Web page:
So it's pointless studying Greek or Roman mythology unless you start to believe in Juno or Jupiter? That's a poor argument. You seem to argue that there's no point studying anything unless you already have your conclusion decided from the outset. That's poor science too. Much important study is important for what it rules out.

Why would someone want to be an atheist if all they can claim is lack of belief in a God with no inherent claim to knowledge? You don’t need to do anything to get that point. So why bother to put in any effort at all?

At what point of study can an atheist have enough information to move from lacking belief to having a belief, one way or the other? It seems that most reasonable persons should only stay at this state for a very short time on any given subject if they make good use of their time.

With your definition of atheism in mind, what do you think is the percentage of people who claim that God does not exist? What do you call them?

My conclusion was not decided from the outset. I can be persuaded from theism if you can give me good reasons to believe that I should “lack belief” in God. But based on the information I have so far I will stick with theism.

I’m all for good science and ruling out stuff that doesn’t belong.

This is my final comment for this post; I am out of time for this interaction.

Andrew Ryan said...

"The atheist should not hide behind the claim that he “lacks belief”. To say “I lack belief in God” is of no practical difference than to say “I believe there is no God”."

Roger, it's the difference between saying "Not guilty" and "Innocent". Not guilty means the opposition has failed to make their case sufficiently to demonstrate that the defence committed the crime. It doesn't mean the client is necessarily innocent.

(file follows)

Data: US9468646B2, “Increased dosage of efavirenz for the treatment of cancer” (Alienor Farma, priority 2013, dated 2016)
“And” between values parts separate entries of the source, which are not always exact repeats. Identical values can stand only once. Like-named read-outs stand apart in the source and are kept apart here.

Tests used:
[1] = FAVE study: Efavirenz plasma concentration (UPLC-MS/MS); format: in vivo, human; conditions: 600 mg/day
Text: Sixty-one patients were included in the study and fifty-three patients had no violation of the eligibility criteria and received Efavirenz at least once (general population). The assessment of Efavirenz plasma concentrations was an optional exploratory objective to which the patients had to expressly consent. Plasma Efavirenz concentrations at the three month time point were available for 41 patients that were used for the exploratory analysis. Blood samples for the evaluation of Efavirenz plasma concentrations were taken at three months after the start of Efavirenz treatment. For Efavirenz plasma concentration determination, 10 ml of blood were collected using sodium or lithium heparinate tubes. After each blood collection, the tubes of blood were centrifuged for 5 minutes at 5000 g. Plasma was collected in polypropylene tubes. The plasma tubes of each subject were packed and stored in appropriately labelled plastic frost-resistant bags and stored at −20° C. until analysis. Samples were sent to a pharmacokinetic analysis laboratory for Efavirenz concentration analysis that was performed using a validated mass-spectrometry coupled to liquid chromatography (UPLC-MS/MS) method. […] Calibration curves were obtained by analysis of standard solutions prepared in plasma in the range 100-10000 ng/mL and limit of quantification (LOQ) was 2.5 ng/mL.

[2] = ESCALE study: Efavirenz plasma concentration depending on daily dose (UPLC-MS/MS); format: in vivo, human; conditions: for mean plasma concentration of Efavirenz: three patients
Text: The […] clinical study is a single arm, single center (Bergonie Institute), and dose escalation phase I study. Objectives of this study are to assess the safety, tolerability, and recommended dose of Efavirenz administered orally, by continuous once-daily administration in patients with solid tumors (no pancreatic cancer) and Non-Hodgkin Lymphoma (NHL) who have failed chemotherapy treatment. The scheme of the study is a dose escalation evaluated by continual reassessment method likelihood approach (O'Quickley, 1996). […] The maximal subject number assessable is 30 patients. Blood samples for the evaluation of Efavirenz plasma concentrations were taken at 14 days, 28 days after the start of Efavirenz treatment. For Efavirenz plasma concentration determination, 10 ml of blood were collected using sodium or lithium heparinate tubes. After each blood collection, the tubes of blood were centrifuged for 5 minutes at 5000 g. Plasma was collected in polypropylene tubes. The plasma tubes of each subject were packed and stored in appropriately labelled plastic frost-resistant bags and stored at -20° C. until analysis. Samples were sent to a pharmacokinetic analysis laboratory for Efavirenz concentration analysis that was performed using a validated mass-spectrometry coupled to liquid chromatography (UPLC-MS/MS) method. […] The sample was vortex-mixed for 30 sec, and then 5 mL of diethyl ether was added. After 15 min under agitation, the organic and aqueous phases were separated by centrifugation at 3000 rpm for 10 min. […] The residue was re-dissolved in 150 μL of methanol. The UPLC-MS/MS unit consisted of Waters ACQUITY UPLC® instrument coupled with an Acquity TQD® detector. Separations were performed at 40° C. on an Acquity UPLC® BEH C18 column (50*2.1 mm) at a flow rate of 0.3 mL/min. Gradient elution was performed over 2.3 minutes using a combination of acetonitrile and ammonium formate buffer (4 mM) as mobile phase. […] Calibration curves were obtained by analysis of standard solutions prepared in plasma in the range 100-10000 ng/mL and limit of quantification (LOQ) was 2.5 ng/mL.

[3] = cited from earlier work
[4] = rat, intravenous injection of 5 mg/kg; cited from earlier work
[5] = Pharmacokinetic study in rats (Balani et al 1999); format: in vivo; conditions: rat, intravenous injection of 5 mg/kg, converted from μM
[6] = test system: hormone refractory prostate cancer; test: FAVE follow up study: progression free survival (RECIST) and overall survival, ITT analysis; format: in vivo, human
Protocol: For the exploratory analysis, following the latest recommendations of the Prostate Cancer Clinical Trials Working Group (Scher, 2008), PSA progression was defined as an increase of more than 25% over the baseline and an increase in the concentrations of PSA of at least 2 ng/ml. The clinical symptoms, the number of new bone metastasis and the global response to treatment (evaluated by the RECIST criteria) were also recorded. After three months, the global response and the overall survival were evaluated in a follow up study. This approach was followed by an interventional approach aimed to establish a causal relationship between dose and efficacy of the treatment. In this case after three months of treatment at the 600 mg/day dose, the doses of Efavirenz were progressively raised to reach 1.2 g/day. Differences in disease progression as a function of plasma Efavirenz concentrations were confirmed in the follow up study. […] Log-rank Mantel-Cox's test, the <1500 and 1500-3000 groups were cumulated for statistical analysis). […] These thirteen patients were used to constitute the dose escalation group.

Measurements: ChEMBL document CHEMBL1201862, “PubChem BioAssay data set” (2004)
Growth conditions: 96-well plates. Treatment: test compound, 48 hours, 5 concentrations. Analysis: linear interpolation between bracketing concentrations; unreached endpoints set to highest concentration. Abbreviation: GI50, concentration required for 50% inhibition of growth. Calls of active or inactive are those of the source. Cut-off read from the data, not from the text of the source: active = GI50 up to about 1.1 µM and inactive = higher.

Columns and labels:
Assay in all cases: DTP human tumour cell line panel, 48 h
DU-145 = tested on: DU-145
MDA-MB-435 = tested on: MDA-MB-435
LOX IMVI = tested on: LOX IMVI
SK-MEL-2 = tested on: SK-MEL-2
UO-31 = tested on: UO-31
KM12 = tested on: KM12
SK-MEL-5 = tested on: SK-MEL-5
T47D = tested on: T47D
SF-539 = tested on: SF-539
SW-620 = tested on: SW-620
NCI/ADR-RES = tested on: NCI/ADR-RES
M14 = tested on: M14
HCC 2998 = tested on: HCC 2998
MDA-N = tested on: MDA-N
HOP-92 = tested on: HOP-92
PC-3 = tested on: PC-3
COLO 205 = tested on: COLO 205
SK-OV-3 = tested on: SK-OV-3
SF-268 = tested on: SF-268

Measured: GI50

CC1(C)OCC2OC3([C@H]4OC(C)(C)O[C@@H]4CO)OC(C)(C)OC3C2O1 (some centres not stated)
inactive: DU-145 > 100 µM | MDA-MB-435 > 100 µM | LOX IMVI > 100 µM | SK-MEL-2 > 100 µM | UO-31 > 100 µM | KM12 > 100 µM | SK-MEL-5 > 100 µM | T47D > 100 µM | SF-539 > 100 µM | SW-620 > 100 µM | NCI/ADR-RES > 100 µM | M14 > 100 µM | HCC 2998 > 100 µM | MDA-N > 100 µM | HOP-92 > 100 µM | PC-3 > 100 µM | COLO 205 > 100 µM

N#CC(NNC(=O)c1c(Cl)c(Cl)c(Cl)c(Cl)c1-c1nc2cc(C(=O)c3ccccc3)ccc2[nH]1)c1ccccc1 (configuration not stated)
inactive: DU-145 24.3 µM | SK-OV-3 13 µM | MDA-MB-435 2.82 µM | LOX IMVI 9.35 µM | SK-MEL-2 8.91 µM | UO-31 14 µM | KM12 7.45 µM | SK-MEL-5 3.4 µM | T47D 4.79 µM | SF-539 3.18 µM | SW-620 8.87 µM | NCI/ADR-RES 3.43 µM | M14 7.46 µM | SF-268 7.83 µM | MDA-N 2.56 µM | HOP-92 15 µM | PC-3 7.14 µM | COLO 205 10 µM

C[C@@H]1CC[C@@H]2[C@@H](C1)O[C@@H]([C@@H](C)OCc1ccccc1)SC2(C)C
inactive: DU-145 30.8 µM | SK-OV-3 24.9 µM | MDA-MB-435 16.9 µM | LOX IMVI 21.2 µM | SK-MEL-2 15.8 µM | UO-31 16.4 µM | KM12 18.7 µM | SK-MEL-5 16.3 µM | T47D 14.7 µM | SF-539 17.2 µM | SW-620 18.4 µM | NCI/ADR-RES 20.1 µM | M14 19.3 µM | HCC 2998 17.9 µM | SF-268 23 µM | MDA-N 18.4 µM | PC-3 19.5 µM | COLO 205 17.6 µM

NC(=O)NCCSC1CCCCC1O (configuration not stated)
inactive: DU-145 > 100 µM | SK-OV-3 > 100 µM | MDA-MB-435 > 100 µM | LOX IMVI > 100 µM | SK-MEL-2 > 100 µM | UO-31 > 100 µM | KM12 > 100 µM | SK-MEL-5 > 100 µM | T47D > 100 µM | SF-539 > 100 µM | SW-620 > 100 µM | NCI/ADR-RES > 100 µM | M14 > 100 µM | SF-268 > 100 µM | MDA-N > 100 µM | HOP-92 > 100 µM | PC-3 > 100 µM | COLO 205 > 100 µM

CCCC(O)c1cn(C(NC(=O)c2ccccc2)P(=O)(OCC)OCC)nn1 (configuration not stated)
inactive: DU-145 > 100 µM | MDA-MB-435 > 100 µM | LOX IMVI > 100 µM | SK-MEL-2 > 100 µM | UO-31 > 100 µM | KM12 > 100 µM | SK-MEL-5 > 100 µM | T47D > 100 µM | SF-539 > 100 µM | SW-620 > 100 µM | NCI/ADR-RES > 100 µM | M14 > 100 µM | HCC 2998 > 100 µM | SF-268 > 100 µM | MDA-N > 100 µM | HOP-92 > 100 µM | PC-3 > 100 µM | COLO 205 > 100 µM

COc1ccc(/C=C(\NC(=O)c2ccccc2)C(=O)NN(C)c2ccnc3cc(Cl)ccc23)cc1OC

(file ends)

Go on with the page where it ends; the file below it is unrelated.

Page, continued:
I don't know if a God exists or not, but I believe one doesn't. It's similar to my position on Big Foot or aliens visiting the earth. I can't prove the non-existance, but I feel those advocating for the existence of all the above have failed to make a convincing case. They COULD be right, but I don't think they are, pending further evidence.

And yes, I act as if none of the above exist.

"He should be willing to do the hard work of researching and investigating the evidence."

There's no reason why one SHOULD do that. Most atheists I know HAVE done that, but I wouldn't tell people they SHOULD. Certainly there's nothing inherent in the label atheism that states one has a prerogative to do so. I don't know many Christians who have investigated the evidence for non-Christian Gods (though I'm sure some have).

"Doesn’t the atheist claim that the existence of God is outside of his range of information or understanding? "

Some may, some may not. All the term atheist tells us is that they aren't a theist.

"I understand that the atheist is in the unenviable position of having to present positive evidence for an absolute negation"

No, they just have to show that the arguments offered by theists don't hold water. Without those arguments, you're in a position where while one cannot rule OUT the existence of a deity, there's no particularly good reason to suppose one does exist, similar to Bertrand Russell's teapot.

Roger Adlon said...

Hi Andrew,

As a jurist, my verdict of “not guilty” does not change the truth of whether the defendant is actually innocent or guilty. The defendant goes free and there is no practical difference between my “not guilty” verdict and his treatment as innocent. And he cannot be brought to trial again for the charges of the same crime – double jeopardy, so he is considered innocent. Again, let us not play word games with analogies. They can make a point, but do not have the power of a one to one correspondence. a = a is true, a = b can be true or false.